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By Christina A. Cassidy, Associated Press
A wide expansion of mail-in voting in Pennsylvania has survived a legal challenge brought by some of the same Republican state representatives who voted for the legislation nearly three years ago.
By Mark Scolforo, Marc Levy, Associated Press
Officials in Lancaster County say a commercial printer sent ballots to voters containing a code that makes them unreadable by scanning machines.
By Geoff Mulvihill, Michael Rubinkam, Associated Press
Texas threw out mail votes at an abnormally high rate during the nation's first primary of 2022, rejecting nearly 23,000 ballots outright under tougher voting rules that are part of a broad campaign by Republicans to reshape American elections.
By Associated Press
Final figures from Texas' primary election earlier this month show nearly 23,000 mail ballots in all were discarded and not counted.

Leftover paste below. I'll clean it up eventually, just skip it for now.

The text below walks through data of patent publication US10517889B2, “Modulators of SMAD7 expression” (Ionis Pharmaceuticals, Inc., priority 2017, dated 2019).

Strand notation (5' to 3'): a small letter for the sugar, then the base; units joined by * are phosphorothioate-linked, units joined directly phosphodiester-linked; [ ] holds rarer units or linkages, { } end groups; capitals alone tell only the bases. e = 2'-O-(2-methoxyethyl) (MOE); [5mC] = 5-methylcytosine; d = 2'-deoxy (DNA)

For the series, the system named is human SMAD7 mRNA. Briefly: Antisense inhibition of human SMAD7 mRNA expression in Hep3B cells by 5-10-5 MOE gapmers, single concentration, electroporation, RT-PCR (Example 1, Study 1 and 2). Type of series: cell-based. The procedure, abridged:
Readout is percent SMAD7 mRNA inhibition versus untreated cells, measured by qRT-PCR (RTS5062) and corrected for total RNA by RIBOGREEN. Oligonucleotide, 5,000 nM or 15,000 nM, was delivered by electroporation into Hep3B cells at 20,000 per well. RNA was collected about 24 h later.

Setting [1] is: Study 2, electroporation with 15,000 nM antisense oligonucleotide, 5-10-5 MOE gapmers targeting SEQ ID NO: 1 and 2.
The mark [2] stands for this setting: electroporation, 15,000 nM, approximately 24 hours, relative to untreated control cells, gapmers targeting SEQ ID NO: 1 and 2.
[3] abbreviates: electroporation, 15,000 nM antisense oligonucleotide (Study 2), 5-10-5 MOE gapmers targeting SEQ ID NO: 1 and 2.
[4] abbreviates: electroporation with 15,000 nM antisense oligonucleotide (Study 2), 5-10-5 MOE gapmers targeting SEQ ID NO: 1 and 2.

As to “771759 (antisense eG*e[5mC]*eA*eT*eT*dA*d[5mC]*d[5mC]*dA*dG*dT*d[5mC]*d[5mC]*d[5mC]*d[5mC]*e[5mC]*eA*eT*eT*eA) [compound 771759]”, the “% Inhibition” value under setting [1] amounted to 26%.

By Paul J. Weber, Associated Press, Acacia Coronado, Associated Press/Report for America
By Laura Santhanam
As this cycle ends and the post-mortem analysis flies, political strategists on both sides will be absorbing who voted and why, whose support they won or lost -- crucial lessons for the next election.
By PBS NewsHour
In addition to the presidential race, Ohio will also be voting for 16 congressional seats on Election Day. The last two elections haven’t seen a competitive race, partly because of how the district maps are drawn. Karen Kasler, Ohio Statehouse…
By Paul J. Weber, Associated Press
The Texas Supreme Court ruled Wednesday that 2 million Houston voters cannot receive unsolicited mail ballot applications from local elections officials who are dramatically expanding ways to vote in November in the nation's third-largest county, a key battleground in Texas.
By Scott Bauer, Todd Richmond, Associated Press
Unless it's overturned, Monday's ruling means that the outcome of the presidential race in Wisconsin might not be known for days after polls close.
By Emily Wagster Pettus, Associated Press
Mississippi law does not allow absentee voting by all people who have health conditions that might make them vulnerable to COVID-19. That's according to a ruling from the state Supreme Court on Friday.
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